[Skip to content]

Search our Site
HRCH logo

Changes to walk-in centre at Teddington Memorial Hospital

Walk in Centre change of hours - EXTERNAL.jpg

22 May 2018


From 2 July 2018 the Walk-in Centre is changing to an urgent treatment centre 

  • New opening hours will be 8am to 8pm, 7 days a week 

  • After 8pm please call NHS 111 – you may be given a booked appointment following clinical triage when you call NHS 111

  • You can call NHS 111 at any time to find the right care for you - it may not always be at the urgent treatment centre 

  • Bookable appointments will be available alongside walk-ins for adults and children who may need urgent treatment, if NHS 111 determines this is the right place for their treatment

  • We are increasing the flexibility of the service, which will be run by GPs and nurses, with other healthcare professionals 

  • They will offer advice and treatment for adults and children with injuries or illnesses that are urgent but not life threatening 

  • The urgent treatment centre will combine the current walk in centre with an extended hours GP service, based in the same location 

  • GP practices will still be able to book appointments for patients with the extended hours GP service if they cannot see them themselves

  • Combining the two services will result in improved GP cover, resulting in better care for patients 


What’s different for patients?

The main differences for patients are that bookable appointments will be available and the opening hours are changing.


  • You may be given a booked appointment following clinical triage when you call NHS 111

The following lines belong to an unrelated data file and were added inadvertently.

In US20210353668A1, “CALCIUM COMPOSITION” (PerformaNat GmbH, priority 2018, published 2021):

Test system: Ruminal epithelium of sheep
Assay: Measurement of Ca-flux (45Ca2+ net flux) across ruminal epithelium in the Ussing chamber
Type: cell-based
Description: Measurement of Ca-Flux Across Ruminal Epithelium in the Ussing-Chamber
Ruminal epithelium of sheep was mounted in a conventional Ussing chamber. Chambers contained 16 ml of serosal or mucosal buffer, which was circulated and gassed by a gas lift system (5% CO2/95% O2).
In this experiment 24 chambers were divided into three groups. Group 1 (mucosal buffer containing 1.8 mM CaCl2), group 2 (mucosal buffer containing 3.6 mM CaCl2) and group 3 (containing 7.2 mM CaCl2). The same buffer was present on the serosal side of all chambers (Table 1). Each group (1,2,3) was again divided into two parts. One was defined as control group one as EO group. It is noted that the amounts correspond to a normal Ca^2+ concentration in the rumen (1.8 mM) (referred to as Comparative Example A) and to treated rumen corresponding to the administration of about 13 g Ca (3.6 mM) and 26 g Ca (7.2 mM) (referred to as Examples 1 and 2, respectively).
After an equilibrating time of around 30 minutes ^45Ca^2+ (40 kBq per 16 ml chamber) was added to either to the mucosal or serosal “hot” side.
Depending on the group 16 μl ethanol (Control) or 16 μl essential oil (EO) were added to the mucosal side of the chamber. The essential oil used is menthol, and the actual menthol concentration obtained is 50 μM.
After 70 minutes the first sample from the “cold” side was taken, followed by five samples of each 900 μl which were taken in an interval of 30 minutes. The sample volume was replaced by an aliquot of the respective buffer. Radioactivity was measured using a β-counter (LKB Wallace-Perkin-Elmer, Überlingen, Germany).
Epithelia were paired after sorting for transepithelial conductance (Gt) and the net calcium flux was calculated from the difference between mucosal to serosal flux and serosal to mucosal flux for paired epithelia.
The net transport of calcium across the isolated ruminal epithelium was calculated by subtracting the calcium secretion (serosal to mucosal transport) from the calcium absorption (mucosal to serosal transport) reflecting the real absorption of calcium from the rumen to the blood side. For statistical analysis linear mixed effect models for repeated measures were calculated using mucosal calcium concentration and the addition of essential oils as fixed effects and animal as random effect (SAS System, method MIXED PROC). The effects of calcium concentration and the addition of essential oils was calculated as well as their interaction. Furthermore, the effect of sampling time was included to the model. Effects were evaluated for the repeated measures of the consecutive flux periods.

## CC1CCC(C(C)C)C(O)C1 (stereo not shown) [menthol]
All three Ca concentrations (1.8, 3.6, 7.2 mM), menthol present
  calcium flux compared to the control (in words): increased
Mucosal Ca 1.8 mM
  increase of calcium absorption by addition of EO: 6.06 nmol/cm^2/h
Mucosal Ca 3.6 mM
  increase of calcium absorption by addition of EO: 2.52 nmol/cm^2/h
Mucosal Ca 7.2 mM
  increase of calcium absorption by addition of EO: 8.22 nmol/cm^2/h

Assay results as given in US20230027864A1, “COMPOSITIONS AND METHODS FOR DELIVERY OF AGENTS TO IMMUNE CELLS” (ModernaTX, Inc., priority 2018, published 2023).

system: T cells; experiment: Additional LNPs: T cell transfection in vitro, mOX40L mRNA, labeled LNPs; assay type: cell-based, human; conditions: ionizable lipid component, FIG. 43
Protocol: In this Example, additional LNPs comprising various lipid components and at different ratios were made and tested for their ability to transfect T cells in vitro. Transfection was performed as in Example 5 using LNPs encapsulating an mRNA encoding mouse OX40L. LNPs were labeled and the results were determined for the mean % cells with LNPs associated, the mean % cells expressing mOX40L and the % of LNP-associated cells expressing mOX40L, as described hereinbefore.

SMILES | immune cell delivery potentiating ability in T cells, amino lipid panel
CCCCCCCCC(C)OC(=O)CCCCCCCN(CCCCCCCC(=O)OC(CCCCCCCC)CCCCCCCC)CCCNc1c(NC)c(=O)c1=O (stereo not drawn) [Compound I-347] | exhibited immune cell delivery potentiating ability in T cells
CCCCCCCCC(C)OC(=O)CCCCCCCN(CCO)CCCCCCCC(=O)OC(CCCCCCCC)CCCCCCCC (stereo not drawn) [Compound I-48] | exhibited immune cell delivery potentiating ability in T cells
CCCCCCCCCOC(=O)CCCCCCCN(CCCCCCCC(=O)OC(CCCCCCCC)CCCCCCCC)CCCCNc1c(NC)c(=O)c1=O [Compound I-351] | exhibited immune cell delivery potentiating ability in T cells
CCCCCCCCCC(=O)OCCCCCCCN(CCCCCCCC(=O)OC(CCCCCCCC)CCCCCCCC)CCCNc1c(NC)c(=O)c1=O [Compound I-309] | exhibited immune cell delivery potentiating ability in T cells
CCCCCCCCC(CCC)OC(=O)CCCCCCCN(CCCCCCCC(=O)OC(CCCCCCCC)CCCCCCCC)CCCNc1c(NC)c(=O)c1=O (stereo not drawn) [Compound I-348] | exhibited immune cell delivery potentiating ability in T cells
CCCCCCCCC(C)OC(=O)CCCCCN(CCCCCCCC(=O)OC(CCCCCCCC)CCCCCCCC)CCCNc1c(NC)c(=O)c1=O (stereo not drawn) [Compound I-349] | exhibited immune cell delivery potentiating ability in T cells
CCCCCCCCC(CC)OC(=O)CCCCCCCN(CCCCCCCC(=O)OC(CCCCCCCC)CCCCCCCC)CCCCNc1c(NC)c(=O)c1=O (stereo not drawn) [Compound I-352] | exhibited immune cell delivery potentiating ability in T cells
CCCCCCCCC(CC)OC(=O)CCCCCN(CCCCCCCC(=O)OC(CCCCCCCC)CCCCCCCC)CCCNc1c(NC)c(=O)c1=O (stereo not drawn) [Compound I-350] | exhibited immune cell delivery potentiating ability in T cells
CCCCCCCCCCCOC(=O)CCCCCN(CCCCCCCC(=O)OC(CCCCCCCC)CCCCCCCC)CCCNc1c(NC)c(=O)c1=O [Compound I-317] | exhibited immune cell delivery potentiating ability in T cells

• You may be given a booked appointment by your GP practice

  • You can still walk in and be given a booked appointment (you can then choose to sit and wait or come back at the appointment time)

 Opening hours   

  • The new service will stay open until 8pm, rather than the current 10pm, in line with other urgent treatment centres – call NHS 111 after 8pm

Richmond CCG, Hounslow and Richmond Community Healthcare NHS Trust and the Richmond GP Alliance, have worked on developing the service together, with input from stakeholders.

If you have any queries about this please email pals.hrch@nhs.net or call 0800 953 0363 – the phone is answered between 9am and 5pm, but you can leave a message at any time. For more information, please click here

Frequently asked questions – Teddington Urgent Treatment Centre

What is an urgent treatment centre (UTC)?

What is an urgent treatmentThis is where you go if you need urgent medical attention, but accident and emergency (A&E) isn’t the appropriate place. It is a GP-led service, open for 12 hours every day of the week, every week of the year – including bank holidays.

Why has the service been renamed as an urgent treatment centre?
The NHS is working to standardise the services available for urgent care. Feedback from the public suggests the range of services currently on offer is confusing, from minor injury units, to urgent care centres, urgent treatment centres and walk-in centres – which provide similar services. This is about bringing our local service into line with the rest of the NHS, securing the future of services at Teddington Memorial Hospital, and helping the public understand where the best place is for their care.

How does it differ from a walk-in centre?